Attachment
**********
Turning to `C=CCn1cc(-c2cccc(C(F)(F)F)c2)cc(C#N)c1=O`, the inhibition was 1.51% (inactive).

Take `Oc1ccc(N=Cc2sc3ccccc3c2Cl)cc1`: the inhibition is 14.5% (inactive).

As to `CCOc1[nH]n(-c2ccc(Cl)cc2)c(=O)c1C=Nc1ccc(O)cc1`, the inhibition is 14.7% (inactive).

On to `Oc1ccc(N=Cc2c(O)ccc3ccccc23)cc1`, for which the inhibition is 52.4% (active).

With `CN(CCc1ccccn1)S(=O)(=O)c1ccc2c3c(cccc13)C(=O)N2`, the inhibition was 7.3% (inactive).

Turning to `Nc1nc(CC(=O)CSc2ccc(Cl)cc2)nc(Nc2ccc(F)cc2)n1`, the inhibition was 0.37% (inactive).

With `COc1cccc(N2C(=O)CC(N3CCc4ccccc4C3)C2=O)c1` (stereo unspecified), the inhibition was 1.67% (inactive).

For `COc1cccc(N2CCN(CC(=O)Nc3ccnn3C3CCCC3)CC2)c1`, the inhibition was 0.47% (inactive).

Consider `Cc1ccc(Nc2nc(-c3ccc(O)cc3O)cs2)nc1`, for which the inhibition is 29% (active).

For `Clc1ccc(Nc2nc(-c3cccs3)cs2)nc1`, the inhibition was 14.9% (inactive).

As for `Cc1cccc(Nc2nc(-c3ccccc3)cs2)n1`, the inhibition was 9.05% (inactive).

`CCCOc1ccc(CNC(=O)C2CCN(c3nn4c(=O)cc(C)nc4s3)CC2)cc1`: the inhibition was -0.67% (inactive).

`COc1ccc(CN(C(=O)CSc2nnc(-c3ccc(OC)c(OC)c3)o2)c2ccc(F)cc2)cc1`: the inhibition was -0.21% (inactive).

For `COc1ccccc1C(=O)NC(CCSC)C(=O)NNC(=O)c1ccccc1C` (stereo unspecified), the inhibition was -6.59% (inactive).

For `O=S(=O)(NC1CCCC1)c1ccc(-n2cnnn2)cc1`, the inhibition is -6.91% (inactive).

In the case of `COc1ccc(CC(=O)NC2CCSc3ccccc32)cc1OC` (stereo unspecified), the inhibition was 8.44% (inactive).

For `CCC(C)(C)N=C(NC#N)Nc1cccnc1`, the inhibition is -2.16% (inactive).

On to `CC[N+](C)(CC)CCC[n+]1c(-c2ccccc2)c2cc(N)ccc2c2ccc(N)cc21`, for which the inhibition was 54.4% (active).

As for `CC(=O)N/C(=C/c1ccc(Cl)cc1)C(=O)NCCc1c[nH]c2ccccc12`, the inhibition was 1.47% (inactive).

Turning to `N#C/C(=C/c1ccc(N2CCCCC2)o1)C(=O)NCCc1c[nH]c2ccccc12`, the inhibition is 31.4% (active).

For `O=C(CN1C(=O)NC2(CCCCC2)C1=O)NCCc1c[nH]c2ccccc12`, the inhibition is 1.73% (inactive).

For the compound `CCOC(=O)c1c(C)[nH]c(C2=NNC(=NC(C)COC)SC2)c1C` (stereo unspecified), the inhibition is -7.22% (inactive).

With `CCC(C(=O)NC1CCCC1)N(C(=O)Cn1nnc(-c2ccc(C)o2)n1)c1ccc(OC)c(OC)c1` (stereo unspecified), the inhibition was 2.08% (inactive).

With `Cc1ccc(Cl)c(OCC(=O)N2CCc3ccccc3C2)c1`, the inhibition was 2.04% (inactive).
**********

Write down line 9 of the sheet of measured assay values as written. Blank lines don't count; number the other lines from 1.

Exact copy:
Consider `Cc1ccc(Nc2nc(-c3ccc(O)cc3O)cs2)nc1`, for which the inhibition is 29% (active).